i discovered skellig michael in the fall of 97 while taking a Xan celtic spirituality class at the GTU in berkeley CA...the island of liminality haunted me; i wrote my paper for this class on skellig; it is my "place of resurrection."..in aug 99 i visited skellig--it is so much more than any book can describe or even my fertile imagination! the isolation, the stark beauty, the darkness of a beehive cell, the tiny steps carved into and from the rock itself....connected. One...certainly a holy, sacred place....the rock face that once held "the spit" was not open to pilgrims, i am sad to say....it was a warm (for anywhere, but especially for ireland) day, so i could only imagine what skellig must feel like in cold, pouring irish rain in winter....it was very hard to leave such a magnificent place....i can only imagine what skellig is like under a full moon or a new moon with the sky filled with stars...i wonder how disorienting those steps are in fog and clouds.....i would love to be get permission to stay overnight on skellig...

be prepared if you go--to layer for warmth (it was so warm that, within ten minutes of being on the island, the german tourists and i had stripped down to next to nothing). also wear comfortable hiking boots...AND don't drink lots of water before or during the skellig experience; there is no toilet, loo, or bathroom! reclaim the hydration at the first pub when you return to land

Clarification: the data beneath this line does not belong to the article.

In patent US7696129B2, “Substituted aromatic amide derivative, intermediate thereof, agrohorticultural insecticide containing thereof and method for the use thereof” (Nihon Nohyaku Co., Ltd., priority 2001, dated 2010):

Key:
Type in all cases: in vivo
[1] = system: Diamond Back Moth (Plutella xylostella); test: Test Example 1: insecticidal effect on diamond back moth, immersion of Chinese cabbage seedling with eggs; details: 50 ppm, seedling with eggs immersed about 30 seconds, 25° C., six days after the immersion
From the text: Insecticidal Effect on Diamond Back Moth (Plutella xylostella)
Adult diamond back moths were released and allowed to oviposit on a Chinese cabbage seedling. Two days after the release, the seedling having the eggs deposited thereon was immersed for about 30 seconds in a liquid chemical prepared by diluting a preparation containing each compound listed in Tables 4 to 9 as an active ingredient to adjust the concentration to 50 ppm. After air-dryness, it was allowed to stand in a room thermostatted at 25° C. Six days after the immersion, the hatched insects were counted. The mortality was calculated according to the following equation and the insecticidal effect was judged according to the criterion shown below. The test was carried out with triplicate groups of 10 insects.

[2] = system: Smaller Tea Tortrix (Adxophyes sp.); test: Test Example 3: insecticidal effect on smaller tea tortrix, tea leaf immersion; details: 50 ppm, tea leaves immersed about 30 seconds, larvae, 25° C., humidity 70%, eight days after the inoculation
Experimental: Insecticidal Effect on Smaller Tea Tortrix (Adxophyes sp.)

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Site Info

Full name: Sceilg Mhichíl

Site History

Locations

The site has 1 locations.

  • Sceilg Mhichíl

Connections

The site has 18 connections.

Architecture

Constructions

  • Cisterns As there is no fresh water supply on Skellig Michael, the monks devised a sophisticated method of water collection to serve their needs. Two water cisterns were constructed within the inner enclosure of the monastery and a third a little to the west. (see link)
  • Cultural sites connected to Cliffs 
  • Domes Domed houses
  • Lighthouses In the 19th century two lighthouses were built; the second lighthouse still operates

Ecology

  • Seals harbour seal, grey seal

Geography

History

Religion and Belief

  • Augustinian Order The Prior of the Augustinian Abbey at Ballinskelligs was referred to as the Prior de Rupe Michaelis in the early fourteenth century, implying that the island still formed an important part of their monastery at that time. (see link)

Timeline

  • Built in the 10th century "It was dedicated to St Michael somewhere between 950 and 1050. lt was customary to build a new church to celebrate a dedication, and this date fits in weil with the architectural style of the oldest part of the existing church, known as St Michael's Church." (AB ev)

Trivia

World Heritage Process